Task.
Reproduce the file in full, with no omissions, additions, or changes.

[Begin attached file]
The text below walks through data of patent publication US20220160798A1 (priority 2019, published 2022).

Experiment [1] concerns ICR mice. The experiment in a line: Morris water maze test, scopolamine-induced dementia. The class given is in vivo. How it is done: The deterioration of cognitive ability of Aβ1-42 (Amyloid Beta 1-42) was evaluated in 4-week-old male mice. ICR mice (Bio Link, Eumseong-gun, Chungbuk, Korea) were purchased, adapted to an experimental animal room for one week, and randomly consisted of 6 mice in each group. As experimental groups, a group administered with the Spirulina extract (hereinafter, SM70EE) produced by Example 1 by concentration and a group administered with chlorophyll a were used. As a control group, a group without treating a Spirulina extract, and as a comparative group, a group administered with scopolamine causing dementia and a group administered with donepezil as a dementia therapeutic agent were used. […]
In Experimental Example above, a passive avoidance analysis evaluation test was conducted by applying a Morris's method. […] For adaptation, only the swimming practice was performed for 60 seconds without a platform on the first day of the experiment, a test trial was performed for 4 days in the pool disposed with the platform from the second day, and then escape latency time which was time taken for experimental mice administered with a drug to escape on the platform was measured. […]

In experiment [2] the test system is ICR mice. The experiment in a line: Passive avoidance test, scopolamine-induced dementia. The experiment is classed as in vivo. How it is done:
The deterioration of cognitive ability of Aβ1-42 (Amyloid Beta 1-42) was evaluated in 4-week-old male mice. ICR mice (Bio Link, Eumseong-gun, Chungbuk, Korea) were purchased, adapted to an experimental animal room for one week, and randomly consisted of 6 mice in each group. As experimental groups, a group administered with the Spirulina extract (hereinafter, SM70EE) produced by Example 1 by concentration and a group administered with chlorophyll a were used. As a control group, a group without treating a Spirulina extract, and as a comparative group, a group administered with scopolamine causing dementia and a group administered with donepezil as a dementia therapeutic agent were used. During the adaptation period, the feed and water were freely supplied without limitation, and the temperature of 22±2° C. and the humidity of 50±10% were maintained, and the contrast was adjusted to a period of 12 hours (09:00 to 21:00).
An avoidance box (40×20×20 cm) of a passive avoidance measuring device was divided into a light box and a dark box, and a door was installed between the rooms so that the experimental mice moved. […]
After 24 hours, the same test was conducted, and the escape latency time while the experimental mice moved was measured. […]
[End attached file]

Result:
The text below walks through data of patent publication US20220160798A1 (priority 2019, published 2022).

Experiment [1] concerns ICR mice. The experiment in a line: Morris water maze test, scopolamine-induced dementia. The class given is in vivo. How it is done: The deterioration of cognitive ability of Aβ1-42 (Amyloid Beta 1-42) was evaluated in 4-week-old male mice. ICR mice (Bio Link, Eumseong-gun, Chungbuk, Korea) were purchased, adapted to an experimental animal room for one week, and randomly consisted of 6 mice in each group. As experimental groups, a group administered with the Spirulina extract (hereinafter, SM70EE) produced by Example 1 by concentration and a group administered with chlorophyll a were used. As a control group, a group without treating a Spirulina extract, and as a comparative group, a group administered with scopolamine causing dementia and a group administered with donepezil as a dementia therapeutic agent were used. […]
In Experimental Example above, a passive avoidance analysis evaluation test was conducted by applying a Morris's method. […] For adaptation, only the swimming practice was performed for 60 seconds without a platform on the first day of the experiment, a test trial was performed for 4 days in the pool disposed with the platform from the second day, and then escape latency time which was time taken for experimental mice administered with a drug to escape on the platform was measured. […]

In experiment [2] the test system is ICR mice. The experiment in a line: Passive avoidance test, scopolamine-induced dementia. The experiment is classed as in vivo. How it is done:
The deterioration of cognitive ability of Aβ1-42 (Amyloid Beta 1-42) was evaluated in 4-week-old male mice. ICR mice (Bio Link, Eumseong-gun, Chungbuk, Korea) were purchased, adapted to an experimental animal room for one week, and randomly consisted of 6 mice in each group. As experimental groups, a group administered with the Spirulina extract (hereinafter, SM70EE) produced by Example 1 by concentration and a group administered with chlorophyll a were used. As a control group, a group without treating a Spirulina extract, and as a comparative group, a group administered with scopolamine causing dementia and a group administered with donepezil as a dementia therapeutic agent were used. During the adaptation period, the feed and water were freely supplied without limitation, and the temperature of 22±2° C. and the humidity of 50±10% were maintained, and the contrast was adjusted to a period of 12 hours (09:00 to 21:00).
An avoidance box (40×20×20 cm) of a passive avoidance measuring device was divided into a light box and a dark box, and a door was installed between the rooms so that the experimental mice moved. […]
After 24 hours, the same test was conducted, and the escape latency time while the experimental mice moved was measured. […]